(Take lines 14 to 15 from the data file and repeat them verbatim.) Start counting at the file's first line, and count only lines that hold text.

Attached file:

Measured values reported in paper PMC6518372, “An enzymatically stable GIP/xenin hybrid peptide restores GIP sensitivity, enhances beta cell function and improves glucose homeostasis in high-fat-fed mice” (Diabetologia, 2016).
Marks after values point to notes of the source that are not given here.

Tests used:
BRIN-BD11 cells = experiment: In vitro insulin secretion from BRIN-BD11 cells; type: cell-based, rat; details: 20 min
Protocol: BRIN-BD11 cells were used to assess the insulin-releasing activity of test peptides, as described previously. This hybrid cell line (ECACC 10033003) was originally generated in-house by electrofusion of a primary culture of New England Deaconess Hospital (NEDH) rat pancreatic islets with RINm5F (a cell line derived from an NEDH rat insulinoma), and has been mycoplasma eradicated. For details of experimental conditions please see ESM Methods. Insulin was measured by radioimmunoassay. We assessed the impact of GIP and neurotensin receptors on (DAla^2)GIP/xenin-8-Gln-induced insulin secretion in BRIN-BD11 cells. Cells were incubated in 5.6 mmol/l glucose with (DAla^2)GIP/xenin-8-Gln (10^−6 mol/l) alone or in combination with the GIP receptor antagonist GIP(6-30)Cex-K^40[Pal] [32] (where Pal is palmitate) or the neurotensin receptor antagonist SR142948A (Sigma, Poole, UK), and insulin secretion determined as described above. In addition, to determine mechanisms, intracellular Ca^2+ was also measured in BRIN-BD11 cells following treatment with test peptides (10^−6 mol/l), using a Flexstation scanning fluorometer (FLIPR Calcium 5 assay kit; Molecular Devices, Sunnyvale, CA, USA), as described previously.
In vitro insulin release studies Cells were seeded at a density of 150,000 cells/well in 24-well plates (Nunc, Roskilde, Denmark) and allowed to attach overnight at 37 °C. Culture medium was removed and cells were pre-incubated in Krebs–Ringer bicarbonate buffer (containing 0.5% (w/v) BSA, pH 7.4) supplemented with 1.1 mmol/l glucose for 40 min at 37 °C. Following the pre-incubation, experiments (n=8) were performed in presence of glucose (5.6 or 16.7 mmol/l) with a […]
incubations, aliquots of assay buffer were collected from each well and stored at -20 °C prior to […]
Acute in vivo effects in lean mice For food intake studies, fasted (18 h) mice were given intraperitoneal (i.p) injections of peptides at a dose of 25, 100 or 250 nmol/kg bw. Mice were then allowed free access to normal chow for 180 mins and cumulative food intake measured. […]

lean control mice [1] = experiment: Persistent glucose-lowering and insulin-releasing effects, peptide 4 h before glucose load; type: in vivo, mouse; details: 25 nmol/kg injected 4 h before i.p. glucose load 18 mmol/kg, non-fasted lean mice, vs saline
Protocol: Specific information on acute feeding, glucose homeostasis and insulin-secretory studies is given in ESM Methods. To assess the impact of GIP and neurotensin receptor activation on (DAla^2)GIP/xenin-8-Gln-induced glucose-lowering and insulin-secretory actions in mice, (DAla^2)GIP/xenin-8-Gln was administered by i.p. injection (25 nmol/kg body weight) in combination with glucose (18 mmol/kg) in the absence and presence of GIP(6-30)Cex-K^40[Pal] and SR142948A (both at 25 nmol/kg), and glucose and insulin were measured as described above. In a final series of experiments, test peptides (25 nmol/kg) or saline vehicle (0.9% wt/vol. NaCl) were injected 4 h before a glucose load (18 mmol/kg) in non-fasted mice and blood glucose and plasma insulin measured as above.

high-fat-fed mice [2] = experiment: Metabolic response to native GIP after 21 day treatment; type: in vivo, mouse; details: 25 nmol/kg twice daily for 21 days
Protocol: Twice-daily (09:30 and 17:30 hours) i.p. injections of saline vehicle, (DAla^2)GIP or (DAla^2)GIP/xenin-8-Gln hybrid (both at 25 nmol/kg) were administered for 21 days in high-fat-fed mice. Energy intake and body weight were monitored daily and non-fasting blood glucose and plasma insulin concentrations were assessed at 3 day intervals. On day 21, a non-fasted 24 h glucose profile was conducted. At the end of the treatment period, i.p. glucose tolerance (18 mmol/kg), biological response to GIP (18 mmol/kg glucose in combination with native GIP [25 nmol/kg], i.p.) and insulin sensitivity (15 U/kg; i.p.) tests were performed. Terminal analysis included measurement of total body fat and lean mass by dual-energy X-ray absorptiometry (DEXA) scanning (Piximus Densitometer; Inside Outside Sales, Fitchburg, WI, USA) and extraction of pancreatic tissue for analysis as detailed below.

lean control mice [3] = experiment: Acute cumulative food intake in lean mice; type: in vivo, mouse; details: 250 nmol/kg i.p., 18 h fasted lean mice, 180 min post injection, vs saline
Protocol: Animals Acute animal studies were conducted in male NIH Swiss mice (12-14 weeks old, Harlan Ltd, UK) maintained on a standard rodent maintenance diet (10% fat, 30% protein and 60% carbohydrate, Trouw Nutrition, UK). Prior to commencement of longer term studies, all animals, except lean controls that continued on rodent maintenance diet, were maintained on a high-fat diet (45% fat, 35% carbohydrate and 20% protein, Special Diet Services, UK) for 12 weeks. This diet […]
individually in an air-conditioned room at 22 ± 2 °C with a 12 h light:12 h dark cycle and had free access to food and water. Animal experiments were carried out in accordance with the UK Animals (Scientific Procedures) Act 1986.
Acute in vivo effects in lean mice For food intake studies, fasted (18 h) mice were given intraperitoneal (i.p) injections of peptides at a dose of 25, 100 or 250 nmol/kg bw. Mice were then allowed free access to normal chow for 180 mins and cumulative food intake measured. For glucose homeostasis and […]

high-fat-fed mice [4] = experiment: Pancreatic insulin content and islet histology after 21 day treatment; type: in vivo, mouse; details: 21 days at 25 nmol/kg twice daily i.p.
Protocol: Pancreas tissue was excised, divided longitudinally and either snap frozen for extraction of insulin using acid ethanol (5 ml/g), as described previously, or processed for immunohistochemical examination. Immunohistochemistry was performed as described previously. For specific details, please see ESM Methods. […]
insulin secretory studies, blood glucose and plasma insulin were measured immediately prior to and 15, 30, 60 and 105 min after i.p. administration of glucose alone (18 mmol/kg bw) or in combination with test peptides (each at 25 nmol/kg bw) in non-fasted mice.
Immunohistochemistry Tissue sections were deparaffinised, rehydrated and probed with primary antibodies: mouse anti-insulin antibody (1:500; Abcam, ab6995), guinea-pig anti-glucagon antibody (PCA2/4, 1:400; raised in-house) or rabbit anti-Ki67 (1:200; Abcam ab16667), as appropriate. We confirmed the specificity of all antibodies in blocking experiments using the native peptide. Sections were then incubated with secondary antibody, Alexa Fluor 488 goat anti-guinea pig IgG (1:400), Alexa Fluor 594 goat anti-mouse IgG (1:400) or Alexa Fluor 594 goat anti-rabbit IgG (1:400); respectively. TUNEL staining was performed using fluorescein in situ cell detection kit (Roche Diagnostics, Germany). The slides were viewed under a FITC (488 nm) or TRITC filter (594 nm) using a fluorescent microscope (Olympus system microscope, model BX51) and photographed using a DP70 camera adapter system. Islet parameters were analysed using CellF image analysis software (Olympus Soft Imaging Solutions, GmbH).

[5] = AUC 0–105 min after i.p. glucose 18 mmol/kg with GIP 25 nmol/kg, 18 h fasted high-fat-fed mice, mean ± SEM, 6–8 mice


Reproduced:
Protocol: Animals Acute animal studies were conducted in male NIH Swiss mice (12-14 weeks old, Harlan Ltd, UK) maintained on a standard rodent maintenance diet (10% fat, 30% protein and 60% carbohydrate, Trouw Nutrition, UK). Prior to commencement of longer term studies, all animals, except lean controls that continued on rodent maintenance diet, were maintained on a high-fat diet (45% fat, 35% carbohydrate and 20% protein, Special Diet Services, UK) for 12 weeks. This diet […]
individually in an air-conditioned room at 22 ± 2 °C with a 12 h light:12 h dark cycle and had free access to food and water. Animal experiments were carried out in accordance with the UK Animals (Scientific Procedures) Act 1986.